An insider's guide to the best hotels near Edinburgh Playhouse, including the best for classic Georgian architecture, stylish décor, grand bedrooms and pre-theatre dinner menus, in locations also close to Princes Street, Calton Hill and Edinburgh Castle.
Don’t let the high-Gothic entrance fool you, The Glasshouse features lots of groovy furnishings (including a snug/bar complete with fire bowl), a fab rooftop garden, retro-styled bedrooms overlooking the city or garden and a restaurant that only opens when it feels like it. Not exactly made of glass but there’s lots of it about: sweeping windows, semi-glass staircase, and glass baubles, vases and objets dotted around. Décor is a bit 1970s with plenty of orange, tan and cherry-reds, pendant lampshades, boxy leather sofas and wood veneer furniture. It's a little off-piste – but in a good way.
From £ 98 per night
Goldilocks could not help but approve of such carefully appointed bedrooms, where everything is just right. There are deeply comfortable king-sized beds with Egyptian cotton bedlinen, iPod docking stations, cable television, home-baked goods, Green & Black's chocolate and Nespresso coffee machines. The Garden Room is a particularly charming, with a sunroom leading on to the pretty walled garden. What's more, with only four rooms for guests, staying here feels very spoiling.
From £ 109 per night
The four bedrooms above this Michelin-starred restaurant are no afterthought; there is a confident hand at work in rooms that are as striking as the food, displaying a sometimes surprising but always sensual contemporary/baroque style and unexpectedly leafy views. Big, plump and swanky, without a frill or flounce in sight, these are proper bedrooms with grown-up colours of cappuccino, bitter chocolate and sage green with flashes of silver to up the glam. Soft carpets, deep sofas, huge beds and white shutters keep things light and relaxed while walls of mirrors, funky floor lights and glass screens add fun.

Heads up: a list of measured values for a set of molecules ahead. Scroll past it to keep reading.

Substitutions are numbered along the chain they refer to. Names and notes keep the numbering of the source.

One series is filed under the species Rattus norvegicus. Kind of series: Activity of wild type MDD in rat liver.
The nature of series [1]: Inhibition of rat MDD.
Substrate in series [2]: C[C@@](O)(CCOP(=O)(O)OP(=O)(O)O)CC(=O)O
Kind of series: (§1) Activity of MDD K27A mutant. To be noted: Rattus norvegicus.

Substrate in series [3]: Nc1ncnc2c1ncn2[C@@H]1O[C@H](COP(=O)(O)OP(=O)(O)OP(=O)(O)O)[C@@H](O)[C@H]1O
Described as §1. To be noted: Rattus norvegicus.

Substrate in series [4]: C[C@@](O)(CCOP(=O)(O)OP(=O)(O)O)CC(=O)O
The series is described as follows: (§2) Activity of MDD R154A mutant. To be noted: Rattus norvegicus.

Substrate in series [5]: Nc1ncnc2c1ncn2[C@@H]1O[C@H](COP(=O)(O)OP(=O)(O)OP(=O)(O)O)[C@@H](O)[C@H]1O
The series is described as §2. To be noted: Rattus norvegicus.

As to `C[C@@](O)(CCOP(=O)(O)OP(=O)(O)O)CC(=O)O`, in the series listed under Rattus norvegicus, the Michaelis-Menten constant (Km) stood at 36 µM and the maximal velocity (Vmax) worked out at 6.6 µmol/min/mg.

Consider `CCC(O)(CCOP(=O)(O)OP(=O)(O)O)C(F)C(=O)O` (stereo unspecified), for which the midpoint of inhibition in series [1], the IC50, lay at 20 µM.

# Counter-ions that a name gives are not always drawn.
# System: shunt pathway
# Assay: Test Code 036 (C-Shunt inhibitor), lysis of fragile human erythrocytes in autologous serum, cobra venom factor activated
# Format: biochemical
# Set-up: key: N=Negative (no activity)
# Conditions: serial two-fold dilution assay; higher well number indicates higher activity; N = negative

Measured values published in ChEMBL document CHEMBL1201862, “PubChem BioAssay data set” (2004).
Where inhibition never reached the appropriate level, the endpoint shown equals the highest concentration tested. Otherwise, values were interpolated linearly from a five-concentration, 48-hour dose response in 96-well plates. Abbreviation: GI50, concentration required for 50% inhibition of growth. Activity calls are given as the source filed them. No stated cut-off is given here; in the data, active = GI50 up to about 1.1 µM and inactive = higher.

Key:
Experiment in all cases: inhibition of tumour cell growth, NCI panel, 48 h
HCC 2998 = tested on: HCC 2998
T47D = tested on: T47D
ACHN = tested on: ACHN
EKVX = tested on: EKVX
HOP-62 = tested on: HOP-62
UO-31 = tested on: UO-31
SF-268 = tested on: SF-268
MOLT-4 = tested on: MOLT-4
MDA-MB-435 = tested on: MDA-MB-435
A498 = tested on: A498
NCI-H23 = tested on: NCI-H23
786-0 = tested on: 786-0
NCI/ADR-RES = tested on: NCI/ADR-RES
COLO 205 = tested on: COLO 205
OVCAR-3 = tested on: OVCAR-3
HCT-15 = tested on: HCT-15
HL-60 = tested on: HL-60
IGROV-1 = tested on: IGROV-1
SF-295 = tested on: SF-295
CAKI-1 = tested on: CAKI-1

From £ 112 per night
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A black and white chessboard floor leads to a river of red carpet sweeping up a graceful staircase, the soaring walls a compelling, colourful gallery of paintings stretching to a glass cupola high above. The style is firmly contemporary boutique, but not confined to restrained neutrals. Colour – rich purple and yellow, acid green or bright blue – is applied deftly and patterns are used with confidence. There are 16 distinctively furnished rooms, with views either to the garden or the Firth of Forth. Claim your complimentary champagne in the smallish, stylish ‘rt’ bar, where you can enjoy a filling cold tapas selection – perfect before catching a show at the nearby Playhouse.
From £ 50 per night
The Hotel Indigo brand, which works hard to appeal to both business and leisure markets, has a deliberately site-specific identity in its 'neighbourhood' story, giving each Hotel Indigo a very specific connection to the location. There are references to Edinburgh everywhere, alongside the chain’s immediately identifiable turquoise, burnt orange and brown colour scheme. The local story continues in the bedrooms with complimentary haggis-flavoured crisps, Edinburgh shortbread and Tunnocks teacakes. The restaurant offers pre-theatre. The Turquoise Thistle restaurant is open all day, serving continental and cooked-to-order breakfast, and lunch, afternoon tea, pre-theatre and dinner menus.